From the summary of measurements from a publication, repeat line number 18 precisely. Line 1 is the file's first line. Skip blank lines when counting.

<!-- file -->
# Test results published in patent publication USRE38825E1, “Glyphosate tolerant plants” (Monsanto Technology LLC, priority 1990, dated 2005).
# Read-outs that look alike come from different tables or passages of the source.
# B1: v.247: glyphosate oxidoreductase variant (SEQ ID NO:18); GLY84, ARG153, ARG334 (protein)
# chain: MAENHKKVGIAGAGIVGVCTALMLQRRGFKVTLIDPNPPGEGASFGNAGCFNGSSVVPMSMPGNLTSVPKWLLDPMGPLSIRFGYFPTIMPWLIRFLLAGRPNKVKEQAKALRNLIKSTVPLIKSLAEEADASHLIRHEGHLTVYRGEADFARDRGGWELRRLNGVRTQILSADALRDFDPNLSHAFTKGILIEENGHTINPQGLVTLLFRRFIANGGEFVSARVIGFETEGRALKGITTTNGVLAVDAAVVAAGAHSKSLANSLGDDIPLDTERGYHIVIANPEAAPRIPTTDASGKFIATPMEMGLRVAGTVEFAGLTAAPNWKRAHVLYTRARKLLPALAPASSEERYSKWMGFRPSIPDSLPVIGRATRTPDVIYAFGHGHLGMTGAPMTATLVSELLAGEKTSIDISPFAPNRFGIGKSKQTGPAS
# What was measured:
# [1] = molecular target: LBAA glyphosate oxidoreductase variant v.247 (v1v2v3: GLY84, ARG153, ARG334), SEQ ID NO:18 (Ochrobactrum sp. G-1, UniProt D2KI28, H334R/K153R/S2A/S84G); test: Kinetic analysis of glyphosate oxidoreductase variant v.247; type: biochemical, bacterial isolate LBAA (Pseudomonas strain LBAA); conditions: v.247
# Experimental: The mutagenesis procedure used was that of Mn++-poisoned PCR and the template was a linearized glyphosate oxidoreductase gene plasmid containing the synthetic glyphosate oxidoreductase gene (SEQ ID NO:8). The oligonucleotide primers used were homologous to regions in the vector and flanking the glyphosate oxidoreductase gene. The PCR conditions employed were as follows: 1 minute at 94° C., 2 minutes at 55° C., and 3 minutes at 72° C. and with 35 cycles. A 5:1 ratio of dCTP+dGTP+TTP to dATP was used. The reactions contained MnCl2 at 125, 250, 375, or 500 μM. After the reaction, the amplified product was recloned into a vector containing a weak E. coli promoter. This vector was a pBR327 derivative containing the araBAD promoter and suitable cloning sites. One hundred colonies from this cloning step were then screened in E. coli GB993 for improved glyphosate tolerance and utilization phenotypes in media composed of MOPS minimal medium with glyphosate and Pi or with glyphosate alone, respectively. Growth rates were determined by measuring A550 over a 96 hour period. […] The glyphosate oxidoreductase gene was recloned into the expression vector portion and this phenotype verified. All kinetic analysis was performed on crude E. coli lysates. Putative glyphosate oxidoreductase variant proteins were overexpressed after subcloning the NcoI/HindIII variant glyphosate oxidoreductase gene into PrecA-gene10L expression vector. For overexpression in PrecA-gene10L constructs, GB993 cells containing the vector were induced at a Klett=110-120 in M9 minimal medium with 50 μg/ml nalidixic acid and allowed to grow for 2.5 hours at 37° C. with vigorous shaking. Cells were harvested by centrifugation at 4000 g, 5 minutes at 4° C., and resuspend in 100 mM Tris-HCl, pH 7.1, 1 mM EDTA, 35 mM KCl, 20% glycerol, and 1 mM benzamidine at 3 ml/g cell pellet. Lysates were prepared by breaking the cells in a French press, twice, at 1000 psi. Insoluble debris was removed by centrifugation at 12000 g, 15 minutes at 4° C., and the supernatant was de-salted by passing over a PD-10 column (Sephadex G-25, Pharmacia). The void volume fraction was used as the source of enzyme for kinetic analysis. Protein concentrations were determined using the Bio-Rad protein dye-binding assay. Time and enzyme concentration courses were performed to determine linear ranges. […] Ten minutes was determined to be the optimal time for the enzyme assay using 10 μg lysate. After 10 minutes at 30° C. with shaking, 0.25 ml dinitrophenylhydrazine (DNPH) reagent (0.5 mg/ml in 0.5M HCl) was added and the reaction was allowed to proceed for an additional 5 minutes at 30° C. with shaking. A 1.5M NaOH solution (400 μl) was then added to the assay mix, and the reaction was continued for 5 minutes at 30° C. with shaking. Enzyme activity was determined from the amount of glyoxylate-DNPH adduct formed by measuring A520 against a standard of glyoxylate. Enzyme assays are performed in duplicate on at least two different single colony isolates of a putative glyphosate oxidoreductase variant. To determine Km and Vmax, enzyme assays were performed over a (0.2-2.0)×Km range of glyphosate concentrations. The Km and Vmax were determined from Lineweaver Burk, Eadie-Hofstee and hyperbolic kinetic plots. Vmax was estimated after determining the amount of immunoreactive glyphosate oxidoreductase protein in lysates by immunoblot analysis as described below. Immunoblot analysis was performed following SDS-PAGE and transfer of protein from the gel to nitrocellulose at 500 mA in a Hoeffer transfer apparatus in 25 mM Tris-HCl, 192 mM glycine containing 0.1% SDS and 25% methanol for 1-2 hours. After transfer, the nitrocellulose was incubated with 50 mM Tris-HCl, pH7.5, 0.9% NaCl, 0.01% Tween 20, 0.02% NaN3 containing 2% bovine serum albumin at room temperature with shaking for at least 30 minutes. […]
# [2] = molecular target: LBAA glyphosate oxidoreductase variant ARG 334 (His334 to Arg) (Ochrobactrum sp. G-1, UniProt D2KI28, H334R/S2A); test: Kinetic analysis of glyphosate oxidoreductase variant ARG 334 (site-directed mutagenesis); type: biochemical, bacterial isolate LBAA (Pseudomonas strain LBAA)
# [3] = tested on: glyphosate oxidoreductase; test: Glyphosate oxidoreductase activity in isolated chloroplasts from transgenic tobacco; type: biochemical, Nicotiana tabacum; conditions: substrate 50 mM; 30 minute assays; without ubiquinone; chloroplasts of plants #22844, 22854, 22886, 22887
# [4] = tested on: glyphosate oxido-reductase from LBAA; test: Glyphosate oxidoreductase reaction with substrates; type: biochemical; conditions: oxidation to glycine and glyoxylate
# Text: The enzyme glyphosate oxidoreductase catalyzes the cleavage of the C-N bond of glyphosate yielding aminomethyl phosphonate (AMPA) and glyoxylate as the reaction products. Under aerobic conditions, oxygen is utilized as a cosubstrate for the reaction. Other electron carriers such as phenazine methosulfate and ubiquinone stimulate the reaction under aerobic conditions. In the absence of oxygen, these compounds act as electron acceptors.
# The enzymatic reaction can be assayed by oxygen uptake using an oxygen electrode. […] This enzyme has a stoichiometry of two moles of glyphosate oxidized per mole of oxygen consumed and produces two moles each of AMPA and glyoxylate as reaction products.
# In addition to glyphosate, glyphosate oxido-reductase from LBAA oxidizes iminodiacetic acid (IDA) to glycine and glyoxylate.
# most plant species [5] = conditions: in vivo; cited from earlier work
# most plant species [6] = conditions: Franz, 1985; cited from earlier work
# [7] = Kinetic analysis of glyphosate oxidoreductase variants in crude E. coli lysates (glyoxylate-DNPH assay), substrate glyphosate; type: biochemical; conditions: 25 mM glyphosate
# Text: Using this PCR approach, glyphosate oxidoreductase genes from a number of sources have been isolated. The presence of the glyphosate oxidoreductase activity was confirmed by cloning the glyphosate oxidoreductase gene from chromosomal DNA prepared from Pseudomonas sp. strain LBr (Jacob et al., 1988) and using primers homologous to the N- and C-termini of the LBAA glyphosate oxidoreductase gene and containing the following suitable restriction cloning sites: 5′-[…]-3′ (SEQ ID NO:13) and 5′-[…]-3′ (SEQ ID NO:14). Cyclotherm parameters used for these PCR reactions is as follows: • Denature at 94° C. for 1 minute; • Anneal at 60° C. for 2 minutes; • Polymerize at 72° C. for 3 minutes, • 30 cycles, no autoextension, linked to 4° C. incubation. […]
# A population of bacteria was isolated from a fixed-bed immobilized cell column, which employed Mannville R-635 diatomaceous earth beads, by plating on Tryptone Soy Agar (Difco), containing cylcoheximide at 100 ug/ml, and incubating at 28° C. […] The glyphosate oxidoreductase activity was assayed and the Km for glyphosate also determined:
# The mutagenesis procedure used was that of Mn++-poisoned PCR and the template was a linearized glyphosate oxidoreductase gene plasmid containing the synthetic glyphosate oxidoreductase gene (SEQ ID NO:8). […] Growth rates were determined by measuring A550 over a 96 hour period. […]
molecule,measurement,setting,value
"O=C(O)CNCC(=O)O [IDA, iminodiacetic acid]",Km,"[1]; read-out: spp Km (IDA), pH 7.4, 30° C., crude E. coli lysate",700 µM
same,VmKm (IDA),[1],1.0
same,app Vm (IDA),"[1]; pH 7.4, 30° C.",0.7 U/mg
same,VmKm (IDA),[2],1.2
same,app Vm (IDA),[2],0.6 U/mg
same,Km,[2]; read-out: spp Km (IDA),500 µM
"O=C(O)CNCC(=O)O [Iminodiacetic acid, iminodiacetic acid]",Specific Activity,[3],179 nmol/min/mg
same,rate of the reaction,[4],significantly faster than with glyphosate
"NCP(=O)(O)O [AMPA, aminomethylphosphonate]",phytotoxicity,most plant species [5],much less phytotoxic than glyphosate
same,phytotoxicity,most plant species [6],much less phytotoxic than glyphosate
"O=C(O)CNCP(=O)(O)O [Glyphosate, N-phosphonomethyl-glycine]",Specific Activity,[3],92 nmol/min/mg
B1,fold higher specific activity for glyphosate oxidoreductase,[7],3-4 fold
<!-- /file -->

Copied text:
# A population of bacteria was isolated from a fixed-bed immobilized cell column, which employed Mannville R-635 diatomaceous earth beads, by plating on Tryptone Soy Agar (Difco), containing cylcoheximide at 100 ug/ml, and incubating at 28° C. […] The glyphosate oxidoreductase activity was assayed and the Km for glyphosate also determined: